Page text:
The Yankees and Orioles split a doubleheader in Baltimore on Monday, but the games were almost a sideshow—after all, we know what’s going to happen in the standings: one team is bound for the playoffs and one team the cellar. No, the real story is the sudden and curious entrance of the Yankees into the Manny Machado Sweepstakes.
A rash of reports over the weekend had the Dodgers, Diamondbacks, and Brewers as the frontrunners to rent the services of Machado, who at age 26 and headed into free agency is having the best season of his career. The Orioles would prefer to send the shortstop to the NL, if only to avoid having him swing back through Baltimore and remind fans that the team couldn’t hold onto its superstar. But GM Dan Duquette has said since last winter that he’d consider trading Machado to a divisional rival if that was the best offer. Majority owner Peter Angelos would “probably not” approve a trade to the Yankees or Red Sox, it was reported at the time, but the 89-year-old Angelos is having health issues and is no longer so active in the running of the team.
All of this seemed like a moot point, because the Yankees and Red Sox hadn’t shown much interest in acquiring Machado, as both have excellent rosters locked down for a while and both are pretty set with young talent on the left sides of their infields. (And both can just try to sign Machado in free agency, if they want, without giving up anything from their farm systems.)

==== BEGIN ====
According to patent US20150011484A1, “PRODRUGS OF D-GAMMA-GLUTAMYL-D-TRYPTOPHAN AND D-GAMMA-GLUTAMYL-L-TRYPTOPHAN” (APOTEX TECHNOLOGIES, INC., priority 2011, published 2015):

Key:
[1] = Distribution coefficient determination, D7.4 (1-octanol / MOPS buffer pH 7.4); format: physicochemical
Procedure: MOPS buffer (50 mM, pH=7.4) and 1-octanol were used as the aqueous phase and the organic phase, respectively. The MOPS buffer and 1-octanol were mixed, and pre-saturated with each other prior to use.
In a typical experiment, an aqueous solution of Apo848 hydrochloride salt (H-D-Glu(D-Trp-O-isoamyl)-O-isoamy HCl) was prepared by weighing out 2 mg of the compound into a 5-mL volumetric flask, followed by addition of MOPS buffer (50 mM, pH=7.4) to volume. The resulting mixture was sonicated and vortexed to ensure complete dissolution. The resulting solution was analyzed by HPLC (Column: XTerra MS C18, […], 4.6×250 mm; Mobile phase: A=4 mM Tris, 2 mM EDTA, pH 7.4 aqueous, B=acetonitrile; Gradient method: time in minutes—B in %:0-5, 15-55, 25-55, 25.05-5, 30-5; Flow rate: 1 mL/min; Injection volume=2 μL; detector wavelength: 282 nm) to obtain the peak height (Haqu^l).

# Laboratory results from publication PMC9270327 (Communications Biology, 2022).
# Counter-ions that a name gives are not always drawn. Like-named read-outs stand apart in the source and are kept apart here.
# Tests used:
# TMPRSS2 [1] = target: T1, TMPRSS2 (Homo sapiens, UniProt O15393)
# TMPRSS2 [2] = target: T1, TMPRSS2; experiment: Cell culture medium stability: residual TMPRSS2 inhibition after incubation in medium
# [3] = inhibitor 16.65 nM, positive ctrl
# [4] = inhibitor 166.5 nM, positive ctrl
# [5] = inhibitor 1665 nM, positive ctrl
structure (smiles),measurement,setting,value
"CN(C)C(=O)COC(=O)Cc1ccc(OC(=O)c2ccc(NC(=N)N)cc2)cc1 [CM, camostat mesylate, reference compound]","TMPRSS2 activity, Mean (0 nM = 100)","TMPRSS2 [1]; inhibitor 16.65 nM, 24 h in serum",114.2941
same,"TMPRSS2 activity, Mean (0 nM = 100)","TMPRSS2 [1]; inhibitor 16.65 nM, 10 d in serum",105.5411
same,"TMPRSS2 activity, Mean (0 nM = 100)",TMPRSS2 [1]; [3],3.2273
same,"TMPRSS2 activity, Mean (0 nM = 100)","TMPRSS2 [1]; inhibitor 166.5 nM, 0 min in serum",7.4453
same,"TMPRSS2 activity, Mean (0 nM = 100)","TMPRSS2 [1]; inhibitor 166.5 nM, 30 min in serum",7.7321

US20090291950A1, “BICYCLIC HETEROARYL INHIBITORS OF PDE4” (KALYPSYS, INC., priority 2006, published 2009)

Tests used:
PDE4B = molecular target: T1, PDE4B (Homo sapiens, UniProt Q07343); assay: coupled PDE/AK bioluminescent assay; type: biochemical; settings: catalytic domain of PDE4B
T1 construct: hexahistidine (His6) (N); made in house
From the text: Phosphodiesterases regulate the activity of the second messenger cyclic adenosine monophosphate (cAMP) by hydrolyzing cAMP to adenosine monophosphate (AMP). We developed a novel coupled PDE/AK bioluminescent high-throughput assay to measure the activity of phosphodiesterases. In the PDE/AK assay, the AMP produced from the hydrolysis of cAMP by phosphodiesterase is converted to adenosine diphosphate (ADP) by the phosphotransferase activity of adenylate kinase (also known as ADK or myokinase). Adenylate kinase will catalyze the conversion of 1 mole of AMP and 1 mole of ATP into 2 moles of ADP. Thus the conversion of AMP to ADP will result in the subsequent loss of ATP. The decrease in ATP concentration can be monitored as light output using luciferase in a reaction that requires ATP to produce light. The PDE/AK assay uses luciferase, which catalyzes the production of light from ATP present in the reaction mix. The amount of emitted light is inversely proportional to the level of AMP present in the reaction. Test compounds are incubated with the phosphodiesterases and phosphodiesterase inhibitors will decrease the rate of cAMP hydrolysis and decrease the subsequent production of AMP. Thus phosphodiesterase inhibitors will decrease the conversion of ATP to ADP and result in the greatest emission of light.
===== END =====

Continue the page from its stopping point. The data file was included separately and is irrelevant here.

That state of affairs appears to have changed rapidly on Monday. Ken Rosenthal says the Yankees are showing “increased interest” in Machado, and that if they want him, their farm system allows them to outbid every other team. MASN’s Roch Kubatko said they’ve reached out to the Orioles. The Baltimore Sun’s Eduardo A. Encina says the same, though no formal offer has been made. Jon Heyman says New York is perhaps interested in a package deal that would land Machado and closer Zach Britton.
More than anything else, this flood of reports might represent the Orioles wanting other teams to know the Yankees are involved. Because at first glance, the Yankees don’t really need Machado.
Didi Gregorius is an anchor at shortstop and still has an arbitration year left. Gleyber Torres is the frontrunner for rookie of the year and installed at second base, though shortstop remains his natural position. Rookie Miguel Andújar has been a revelation and seized the 3B job. Brandon Drury is still just 25 years old and the Yankees think very highly of him.
The most likely scenario—and this is pure speculation at this point—involves the Yankees reaching an understanding with Machado on a long-term extension and securing his willingness to move back to 3B, and trading Andújar, either to Baltimore in a Machado deal, or separately this winter. It would be a deal born from luxury, the luxury the Yankees have of a stacked farm system and deep pockets, but it’d certainly be an upgrade. (Andújar’s promise is exciting, but Manny Machado is Manny Machado. And, not for nothing, his righty bat would look real good against the Red Sox’s lefty-heavy rotation.)
It still wouldn’t address the Yankees’ biggest hole right now, that of starting pitching. But the deadline market for starters is pretty thin, and acquiring Machado would make the team better, both right now and for years to come, and they have the pieces to make it happen. So maybe it’s not so crazy after all.
Machado, for his part, doesn’t want to talk about the Yankees’ interest.
“If you want to talk me about something, then talk to me about the game,” he said. “Talk to me about something useful, not about rumors. I ain’t here to talk about rumors.”
Sorry, bud, no can do.